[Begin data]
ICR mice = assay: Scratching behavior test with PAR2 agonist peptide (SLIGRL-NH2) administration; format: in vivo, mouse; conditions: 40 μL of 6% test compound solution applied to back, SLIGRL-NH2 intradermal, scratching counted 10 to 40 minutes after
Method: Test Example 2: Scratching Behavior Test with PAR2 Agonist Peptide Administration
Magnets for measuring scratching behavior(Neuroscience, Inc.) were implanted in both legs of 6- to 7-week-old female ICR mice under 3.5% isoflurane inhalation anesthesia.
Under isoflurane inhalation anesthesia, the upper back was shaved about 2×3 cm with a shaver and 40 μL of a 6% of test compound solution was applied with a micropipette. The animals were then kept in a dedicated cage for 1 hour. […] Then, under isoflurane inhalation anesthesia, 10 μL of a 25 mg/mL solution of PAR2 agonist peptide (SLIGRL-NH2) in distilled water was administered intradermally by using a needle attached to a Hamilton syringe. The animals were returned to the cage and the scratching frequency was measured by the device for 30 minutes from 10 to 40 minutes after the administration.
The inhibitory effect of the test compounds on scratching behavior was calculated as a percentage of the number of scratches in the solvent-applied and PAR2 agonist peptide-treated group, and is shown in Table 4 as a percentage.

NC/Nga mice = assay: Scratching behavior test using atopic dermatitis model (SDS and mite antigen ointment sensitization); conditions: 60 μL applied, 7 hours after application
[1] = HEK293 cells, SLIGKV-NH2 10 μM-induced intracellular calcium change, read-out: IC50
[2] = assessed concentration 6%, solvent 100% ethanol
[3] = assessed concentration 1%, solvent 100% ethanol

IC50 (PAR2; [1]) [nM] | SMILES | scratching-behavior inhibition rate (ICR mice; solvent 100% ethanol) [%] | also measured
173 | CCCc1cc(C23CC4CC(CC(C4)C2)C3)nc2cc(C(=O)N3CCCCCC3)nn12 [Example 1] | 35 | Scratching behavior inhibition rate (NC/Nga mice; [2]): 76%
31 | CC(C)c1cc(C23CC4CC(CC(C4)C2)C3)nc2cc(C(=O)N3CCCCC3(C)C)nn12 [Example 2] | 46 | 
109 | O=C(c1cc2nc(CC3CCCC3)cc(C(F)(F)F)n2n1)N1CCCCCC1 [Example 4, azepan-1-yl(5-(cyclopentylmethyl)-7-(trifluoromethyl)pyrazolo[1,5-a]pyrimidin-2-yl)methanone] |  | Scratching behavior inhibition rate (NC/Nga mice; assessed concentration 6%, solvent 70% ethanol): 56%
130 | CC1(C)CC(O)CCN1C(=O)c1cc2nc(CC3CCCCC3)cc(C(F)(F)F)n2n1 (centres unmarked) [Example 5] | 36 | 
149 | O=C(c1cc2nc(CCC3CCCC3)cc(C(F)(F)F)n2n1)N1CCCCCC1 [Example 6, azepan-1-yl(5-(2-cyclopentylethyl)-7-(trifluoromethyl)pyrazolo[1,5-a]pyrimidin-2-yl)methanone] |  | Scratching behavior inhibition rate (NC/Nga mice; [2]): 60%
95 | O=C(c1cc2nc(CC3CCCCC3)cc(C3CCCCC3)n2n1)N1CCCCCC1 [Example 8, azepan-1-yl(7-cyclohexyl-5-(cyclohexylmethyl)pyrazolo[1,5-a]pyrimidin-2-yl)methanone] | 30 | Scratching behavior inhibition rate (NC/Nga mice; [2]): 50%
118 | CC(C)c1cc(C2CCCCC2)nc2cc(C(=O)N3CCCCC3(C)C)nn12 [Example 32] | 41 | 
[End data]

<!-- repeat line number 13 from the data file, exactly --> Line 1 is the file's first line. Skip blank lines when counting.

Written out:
109 | O=C(c1cc2nc(CC3CCCC3)cc(C(F)(F)F)n2n1)N1CCCCCC1 [Example 4, azepan-1-yl(5-(cyclopentylmethyl)-7-(trifluoromethyl)pyrazolo[1,5-a]pyrimidin-2-yl)methanone] |  | Scratching behavior inhibition rate (NC/Nga mice; assessed concentration 6%, solvent 70% ethanol): 56%